Those two games in the middle of the set were the low point, though. Djokovic was still visibly stretching after long rallies and trying to shorten the points, but he seemed to have found a better rhythm to tolerate the heavy game. He held serve the rest of the set, forcing a tiebreak. With the set over an hour-and-a-half long, and Djokovic struggling, the tiebreak felt pivotal.

Medvedev jumped to an early mini-break, but Djokovic earned it back. Medvedev was still getting the better of the extended rallies, yet Djokovic seemed far more capable at utilizing variety. He was able to switch gears from point-to-point, in one peppering backhands nonstop to the Medvedev backhand, while in others using slice approaches to get to net. Djokovic took the tiebreak in the end with a great return, and now Medvedev had a huge hill to climb to win it all.

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Third Set

Medvedev seemed confident and ready heading into the third set. If he was troubled by losing a set he probably should have won, he didn’t show it. But it didn’t help, either. Djokovic held his first two service games of the set, and Medvedev was a little loose in his second game, which was all it took. Djokovic broke for 3-1, and was just three holds away from Grand Slam title number 24. It wouldn’t be so simple, though, as a rough game of his own meant Djokovic handed the break right back.

Djokovic immediately turned things up a notch, breaking Medvedev. And this time, his own serve didn’t falter. He held easily for 5-2. It was slightly less easy after Medvedev opened the final service game with a return winner, but Djokovic took care of business from there (after throwing in a double fault, too), earning a 63 76(5) 63 win, and his fourth US Open title.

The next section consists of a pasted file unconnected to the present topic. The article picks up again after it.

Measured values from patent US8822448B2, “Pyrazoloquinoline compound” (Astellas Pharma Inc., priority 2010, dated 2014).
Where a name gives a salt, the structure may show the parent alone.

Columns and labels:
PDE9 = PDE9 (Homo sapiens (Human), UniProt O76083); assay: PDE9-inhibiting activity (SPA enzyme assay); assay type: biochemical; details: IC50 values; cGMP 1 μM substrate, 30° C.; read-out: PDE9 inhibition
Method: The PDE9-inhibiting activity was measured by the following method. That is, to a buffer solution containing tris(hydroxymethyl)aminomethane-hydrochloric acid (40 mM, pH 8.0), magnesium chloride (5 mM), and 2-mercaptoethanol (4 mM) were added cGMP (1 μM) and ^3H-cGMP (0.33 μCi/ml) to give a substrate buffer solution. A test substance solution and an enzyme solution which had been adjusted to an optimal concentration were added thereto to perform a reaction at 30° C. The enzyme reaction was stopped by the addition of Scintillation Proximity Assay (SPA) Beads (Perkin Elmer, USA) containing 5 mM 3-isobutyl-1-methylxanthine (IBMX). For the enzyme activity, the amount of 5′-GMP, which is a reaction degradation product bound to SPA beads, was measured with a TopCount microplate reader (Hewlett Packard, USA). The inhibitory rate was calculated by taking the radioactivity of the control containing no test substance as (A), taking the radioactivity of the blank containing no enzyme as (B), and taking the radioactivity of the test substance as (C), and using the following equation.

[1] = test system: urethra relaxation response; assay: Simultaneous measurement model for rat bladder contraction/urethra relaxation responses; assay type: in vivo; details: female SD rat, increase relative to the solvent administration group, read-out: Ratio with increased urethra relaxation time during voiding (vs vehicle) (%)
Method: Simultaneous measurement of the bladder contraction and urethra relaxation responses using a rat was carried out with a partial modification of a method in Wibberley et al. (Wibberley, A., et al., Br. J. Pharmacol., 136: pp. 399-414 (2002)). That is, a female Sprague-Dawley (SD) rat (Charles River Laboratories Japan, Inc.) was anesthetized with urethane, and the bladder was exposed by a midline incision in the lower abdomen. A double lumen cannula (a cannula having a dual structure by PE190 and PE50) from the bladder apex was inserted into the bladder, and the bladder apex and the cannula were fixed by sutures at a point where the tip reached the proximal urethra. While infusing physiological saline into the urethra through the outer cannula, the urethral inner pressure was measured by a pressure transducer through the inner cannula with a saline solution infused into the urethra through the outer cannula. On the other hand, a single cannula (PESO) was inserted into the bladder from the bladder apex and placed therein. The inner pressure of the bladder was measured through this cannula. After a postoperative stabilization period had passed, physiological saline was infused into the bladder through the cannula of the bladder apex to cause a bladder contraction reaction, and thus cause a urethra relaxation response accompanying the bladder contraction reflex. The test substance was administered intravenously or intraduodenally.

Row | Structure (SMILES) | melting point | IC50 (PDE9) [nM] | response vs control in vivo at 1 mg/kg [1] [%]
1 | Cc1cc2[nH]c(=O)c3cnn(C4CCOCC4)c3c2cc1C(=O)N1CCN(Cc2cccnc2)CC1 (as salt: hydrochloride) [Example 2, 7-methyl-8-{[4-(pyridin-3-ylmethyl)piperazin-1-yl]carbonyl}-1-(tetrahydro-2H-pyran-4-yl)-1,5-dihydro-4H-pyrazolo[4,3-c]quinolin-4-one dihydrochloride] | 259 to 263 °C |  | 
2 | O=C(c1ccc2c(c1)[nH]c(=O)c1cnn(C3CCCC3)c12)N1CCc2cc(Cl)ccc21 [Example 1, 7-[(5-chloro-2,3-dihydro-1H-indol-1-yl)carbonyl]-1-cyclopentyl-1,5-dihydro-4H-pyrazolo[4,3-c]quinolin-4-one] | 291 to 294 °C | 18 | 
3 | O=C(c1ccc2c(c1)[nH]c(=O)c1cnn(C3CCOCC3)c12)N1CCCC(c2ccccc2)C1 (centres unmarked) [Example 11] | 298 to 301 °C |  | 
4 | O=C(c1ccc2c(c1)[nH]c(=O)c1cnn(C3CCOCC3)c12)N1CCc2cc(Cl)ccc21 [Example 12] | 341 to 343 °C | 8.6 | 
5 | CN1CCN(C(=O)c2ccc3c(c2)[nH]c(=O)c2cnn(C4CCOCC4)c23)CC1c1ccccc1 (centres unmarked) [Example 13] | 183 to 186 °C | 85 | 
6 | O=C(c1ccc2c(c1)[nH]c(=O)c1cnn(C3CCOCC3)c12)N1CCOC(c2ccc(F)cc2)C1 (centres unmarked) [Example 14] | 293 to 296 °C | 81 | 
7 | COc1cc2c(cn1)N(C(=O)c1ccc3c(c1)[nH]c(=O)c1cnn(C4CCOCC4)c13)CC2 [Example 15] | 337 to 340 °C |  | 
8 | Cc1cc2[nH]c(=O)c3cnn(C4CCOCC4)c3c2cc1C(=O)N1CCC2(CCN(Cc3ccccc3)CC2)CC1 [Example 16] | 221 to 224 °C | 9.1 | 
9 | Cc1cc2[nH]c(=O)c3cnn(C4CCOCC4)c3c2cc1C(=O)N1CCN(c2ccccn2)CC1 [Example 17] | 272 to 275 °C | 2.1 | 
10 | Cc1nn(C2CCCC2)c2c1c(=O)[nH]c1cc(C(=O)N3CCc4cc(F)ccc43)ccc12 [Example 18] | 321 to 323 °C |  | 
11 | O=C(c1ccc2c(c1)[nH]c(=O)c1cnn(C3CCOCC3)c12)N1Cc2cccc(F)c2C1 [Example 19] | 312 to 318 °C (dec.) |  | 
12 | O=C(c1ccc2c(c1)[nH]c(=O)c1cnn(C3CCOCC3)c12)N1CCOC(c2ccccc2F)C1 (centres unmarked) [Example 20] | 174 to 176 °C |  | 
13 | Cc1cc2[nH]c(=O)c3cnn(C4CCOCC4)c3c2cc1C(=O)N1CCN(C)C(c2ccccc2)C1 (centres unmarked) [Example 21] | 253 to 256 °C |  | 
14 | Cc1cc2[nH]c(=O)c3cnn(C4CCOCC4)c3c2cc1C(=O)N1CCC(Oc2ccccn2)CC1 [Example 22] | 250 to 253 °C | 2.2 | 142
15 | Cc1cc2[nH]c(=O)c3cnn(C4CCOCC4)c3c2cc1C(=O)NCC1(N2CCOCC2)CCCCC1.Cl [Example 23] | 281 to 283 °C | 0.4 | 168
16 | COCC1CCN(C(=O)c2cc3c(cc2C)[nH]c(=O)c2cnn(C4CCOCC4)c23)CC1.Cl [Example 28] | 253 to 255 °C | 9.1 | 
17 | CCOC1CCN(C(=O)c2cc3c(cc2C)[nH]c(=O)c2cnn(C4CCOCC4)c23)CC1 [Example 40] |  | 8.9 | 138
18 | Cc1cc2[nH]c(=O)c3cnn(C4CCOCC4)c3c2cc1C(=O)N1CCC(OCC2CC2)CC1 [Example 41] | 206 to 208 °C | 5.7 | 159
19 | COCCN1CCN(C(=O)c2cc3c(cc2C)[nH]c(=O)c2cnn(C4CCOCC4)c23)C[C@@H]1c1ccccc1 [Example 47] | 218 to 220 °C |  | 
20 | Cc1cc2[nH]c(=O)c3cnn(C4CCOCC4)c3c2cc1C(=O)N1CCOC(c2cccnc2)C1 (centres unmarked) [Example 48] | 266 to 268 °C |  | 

After a tumultuous 2022, where Djokovic couldn’t play in the Australian Open or the US Open due to his vaccination status, his 2023 has turned out just like his 2021 did. 27-1 in Grand Slam matches, with three titles and one runner-up. Djokovic has now won 24 titles in his 72 career Grand Slam tournaments. Quite simply, he has won one out of every three Majors he has contested. In his entire career. (He has reached the final in a full half of them–36 out of 72.)

Djokovic keeps adding to his records, including career Major semifinals and oldest player to ever win the US Open.

Medvedev, meanwhile, is still one of the best players in the world. If Djokovic (and Nadal a few years ago) wasn’t in his way, he likely would have won at least three Majors by now. He has reached five finals, and is showing no signs of stopping. We know he can beat Carlos Alcaraz in the biggest of matches, so whenever the time comes that Djokovic can’t compete anymore, Medvedev will be right there to take his place. And don’t let the straight sets fool you. This match was close–Medvedev can beat Djokovic moving forward, too. These two, along with Alcaraz, obviously, will be the ones to watch heading into 2024.

Main Photo Credit: Danielle Parhizkaran-USA TODAY Sports